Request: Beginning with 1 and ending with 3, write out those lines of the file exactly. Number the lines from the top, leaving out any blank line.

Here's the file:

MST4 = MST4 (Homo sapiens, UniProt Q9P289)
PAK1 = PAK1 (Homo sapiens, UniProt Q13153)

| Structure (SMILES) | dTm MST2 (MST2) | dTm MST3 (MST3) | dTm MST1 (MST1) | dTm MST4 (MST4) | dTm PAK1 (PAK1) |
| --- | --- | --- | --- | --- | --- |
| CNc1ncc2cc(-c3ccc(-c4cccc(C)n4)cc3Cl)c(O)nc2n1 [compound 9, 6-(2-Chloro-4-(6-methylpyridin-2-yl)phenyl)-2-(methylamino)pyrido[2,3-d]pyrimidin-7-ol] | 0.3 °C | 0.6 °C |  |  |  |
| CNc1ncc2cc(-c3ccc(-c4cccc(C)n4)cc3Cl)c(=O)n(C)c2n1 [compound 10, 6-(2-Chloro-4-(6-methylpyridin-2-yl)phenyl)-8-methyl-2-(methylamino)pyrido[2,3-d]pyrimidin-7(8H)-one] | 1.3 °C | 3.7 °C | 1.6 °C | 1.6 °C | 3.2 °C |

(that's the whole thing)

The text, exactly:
MST4 = MST4 (Homo sapiens, UniProt Q9P289)
PAK1 = PAK1 (Homo sapiens, UniProt Q13153)

| Structure (SMILES) | dTm MST2 (MST2) | dTm MST3 (MST3) | dTm MST1 (MST1) | dTm MST4 (MST4) | dTm PAK1 (PAK1) |